Google has been incredibly proactive when it comes to warning the public of its May 2021 core algorithm update which will include a key “page experience” factor. This page experience ranking factor includes all aspects of how users will engage with your website.
Ultimately, this aspect of your SEO strategy includes how users interact with a web page and how their experience is evaluated. It also includes factors such as:
- Intrusive interstitial guidelines
- Existing Google Search signals
- Secure browsing capabilities like HTTPS and SSL
- Metrics in Google’s Search Console Web Vitals
The three most important SEO ranking factors
Currently, the focus is on three primary categories: loading, interactivity, and visual stability.
Not sure what this means?
(LCP) Loading, in this context, measures perceived load speed. That’s the point in the page load timeline where the main content is likely to have loaded.
(FID) Interactivity refers to when a user first interacts with a page – via a click or a tap, for example – to the time when the browser begins processing that interaction.
Finally, (CLS) Visual stability refers to preventing annoying and unexpected movement of page content.
When our SEO team became aware that site speed and page experience were becoming such large ranking factors, we decided to develop a process that optimised our own website for speed. However, we wanted something that would allow us to provide customers with an exceptional on-page experience.
As you can see from the screenshot below, our website was not optimised well for load times across desktop or mobile.
Digital Eagles Mobile Site
Digital Eagles Desktop Site
If you haven’t tested to see how your website currently rates for mobile and desktop speed, you can check it on Google Developer Tools. This is crucial for understanding how the rate of your load times could be impacting your SEO and user experience.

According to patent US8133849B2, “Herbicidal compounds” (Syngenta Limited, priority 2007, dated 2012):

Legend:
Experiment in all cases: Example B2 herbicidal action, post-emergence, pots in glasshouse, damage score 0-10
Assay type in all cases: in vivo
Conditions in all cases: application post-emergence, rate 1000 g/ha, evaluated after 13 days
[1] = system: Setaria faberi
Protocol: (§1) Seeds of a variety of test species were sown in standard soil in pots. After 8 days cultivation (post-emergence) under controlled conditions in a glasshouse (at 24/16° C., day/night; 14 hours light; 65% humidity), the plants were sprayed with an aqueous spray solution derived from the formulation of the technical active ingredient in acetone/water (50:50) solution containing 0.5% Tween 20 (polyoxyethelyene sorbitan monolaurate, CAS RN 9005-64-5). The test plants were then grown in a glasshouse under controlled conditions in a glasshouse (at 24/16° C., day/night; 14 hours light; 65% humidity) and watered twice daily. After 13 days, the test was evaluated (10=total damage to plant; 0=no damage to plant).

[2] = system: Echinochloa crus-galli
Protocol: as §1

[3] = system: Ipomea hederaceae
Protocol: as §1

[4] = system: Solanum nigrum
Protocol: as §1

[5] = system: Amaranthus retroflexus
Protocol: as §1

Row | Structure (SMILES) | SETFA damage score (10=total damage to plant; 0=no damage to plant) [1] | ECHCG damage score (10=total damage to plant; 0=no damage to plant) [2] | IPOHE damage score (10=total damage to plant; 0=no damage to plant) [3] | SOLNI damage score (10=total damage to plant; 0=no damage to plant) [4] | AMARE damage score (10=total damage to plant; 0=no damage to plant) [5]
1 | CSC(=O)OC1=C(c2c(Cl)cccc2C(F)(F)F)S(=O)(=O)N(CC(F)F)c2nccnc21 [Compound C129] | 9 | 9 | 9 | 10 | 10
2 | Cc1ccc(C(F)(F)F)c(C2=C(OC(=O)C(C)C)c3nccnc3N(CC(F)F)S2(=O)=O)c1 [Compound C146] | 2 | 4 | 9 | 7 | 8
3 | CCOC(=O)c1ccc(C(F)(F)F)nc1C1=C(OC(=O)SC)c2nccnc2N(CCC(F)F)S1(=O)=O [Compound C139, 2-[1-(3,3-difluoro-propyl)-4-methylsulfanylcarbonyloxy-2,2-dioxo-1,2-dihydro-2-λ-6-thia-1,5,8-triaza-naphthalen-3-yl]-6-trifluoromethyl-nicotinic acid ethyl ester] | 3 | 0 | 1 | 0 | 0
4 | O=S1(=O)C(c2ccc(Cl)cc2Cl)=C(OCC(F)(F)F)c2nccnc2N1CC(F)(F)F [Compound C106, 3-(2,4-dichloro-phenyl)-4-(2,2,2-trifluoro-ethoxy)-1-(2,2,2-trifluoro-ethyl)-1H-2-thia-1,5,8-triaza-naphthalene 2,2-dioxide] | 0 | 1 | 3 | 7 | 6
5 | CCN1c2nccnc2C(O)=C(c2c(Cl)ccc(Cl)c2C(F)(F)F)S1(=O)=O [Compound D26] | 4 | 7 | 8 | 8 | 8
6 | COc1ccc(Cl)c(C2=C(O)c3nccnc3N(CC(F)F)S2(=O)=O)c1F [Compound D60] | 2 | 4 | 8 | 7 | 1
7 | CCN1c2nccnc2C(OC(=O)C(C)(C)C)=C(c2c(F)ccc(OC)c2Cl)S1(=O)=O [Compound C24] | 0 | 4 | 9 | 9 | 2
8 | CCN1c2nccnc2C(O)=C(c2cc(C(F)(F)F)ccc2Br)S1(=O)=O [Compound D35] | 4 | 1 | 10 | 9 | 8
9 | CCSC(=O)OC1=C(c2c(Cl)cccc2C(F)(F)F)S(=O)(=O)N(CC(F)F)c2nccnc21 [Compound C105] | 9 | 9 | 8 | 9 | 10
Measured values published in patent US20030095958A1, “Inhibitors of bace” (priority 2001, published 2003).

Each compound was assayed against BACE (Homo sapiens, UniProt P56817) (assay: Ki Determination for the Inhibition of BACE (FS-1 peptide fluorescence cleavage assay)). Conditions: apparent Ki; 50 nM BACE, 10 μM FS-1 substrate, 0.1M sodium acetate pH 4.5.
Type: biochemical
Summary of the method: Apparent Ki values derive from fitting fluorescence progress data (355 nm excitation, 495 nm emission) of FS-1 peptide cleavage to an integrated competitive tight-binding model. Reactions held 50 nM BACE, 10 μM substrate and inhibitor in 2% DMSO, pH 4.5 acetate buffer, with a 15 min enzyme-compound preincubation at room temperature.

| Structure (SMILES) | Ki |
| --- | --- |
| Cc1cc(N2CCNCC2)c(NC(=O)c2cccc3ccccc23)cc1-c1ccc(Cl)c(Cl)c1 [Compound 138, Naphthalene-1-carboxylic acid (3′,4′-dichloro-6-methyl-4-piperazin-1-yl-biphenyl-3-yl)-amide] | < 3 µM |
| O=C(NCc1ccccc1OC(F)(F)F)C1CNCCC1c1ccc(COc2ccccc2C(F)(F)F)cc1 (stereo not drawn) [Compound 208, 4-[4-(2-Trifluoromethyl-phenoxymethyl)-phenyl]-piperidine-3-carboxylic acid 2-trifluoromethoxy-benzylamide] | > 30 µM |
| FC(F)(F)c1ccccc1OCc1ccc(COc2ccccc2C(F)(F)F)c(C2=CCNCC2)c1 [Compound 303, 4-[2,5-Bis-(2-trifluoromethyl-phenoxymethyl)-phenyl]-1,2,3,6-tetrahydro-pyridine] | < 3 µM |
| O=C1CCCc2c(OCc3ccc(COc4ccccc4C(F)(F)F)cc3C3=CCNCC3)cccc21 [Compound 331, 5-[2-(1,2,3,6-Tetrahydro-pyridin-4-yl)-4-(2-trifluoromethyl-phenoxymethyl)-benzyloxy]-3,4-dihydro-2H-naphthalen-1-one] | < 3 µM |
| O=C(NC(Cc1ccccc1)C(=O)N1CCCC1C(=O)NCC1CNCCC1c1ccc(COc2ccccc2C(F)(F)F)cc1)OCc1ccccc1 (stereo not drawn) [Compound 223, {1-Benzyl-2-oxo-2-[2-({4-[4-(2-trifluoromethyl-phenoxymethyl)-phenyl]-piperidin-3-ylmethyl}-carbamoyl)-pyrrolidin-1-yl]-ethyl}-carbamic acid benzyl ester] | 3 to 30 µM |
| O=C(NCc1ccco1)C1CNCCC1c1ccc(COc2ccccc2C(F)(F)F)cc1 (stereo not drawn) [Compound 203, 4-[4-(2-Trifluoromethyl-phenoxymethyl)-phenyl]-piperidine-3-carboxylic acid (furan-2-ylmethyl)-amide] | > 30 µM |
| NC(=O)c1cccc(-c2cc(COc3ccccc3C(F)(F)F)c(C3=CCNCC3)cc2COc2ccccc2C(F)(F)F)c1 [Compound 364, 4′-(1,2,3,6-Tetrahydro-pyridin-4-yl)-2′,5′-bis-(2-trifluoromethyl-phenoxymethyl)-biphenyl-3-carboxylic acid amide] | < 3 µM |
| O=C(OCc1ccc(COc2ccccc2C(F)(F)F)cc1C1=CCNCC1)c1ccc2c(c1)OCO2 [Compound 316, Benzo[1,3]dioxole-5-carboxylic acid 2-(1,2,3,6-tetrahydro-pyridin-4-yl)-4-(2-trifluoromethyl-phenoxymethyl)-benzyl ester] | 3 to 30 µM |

If your site is not performing well from a speed perspective, now is the time to take action. Why? Well, there’s two main reasons:
- User Experience
- Google Search Rankings
Google research now suggests that pages that take longer to load will result in bounce rates that increase exponentially. Once your website reaches that six second mark, your bounce rate will double. Over 10 seconds and you can expect triple.
If you had to guess, what do you feel your page load time would be? Three, six or 10 seconds?
On average, websites are currently taking around 10 seconds to load – according to Backlinko. It’s likely your site is turning customers away at a rapid rate.
What can you do to help fix these issues?
Did you know that the average website takes 89% longer to load on a mobile device? This is predominantly due to the fact that most businesses don’t have a mobile web strategy. Mobile content should be shorter, to the point and more punchy than the desktop version of the website.
Our recommendation is that you work with your developer or a web development agency to audit your site and produce an optimisation strategy that will help to get your page loading on mobile within three seconds. If it’s on desktop, that should be under two seconds.
Here are a few things we altered to fix our own website’s performance:
- Hosting: we moved our website hosting to a dedicated managed server.
- Tried different caching plugins: Autoptimize, NitroPack, WP Rocket, LiteSpeed, HummingBird Pro plugins.
- Tested different image optimisation plugins: Imagify, Lazy Load, Tiny Png and WebP Express.
- People won’t wait 10 seconds for your site to load when they can click back to Google and select the next result. It’s likely that the next result could be a competitor.
- Google is all about providing a good user experience. So if your site is too slow, and those search crawlers see people bouncing, you will drop in the SERPs.
- It’s paramount that you score high on Google’s PageSpeed Insights. Speed should be towards the top of your list when trying to increase experience and search rankings.
To get started, you first need to diagnose what issues are plaguing your site. Is it images, the page elements, too much text, bad coding, or all of the above?
Here’s a few handy tips to get you started:
- Images are going to be the bulk of your work. Start by compressing and optimising your images with a plugin or website image compressor.
- Use a plugin to leverage browser caching. You can find plugins that help your site load much faster and use fewer server-based requests.
- Then, consider minifying your coding. This step will help you remove any unnecessary coding that slows down your site.
- Pro tip: Try implementing AMP to make your pages load instantaneously.
By using these are proven tools you can stay one step ahead of your competition.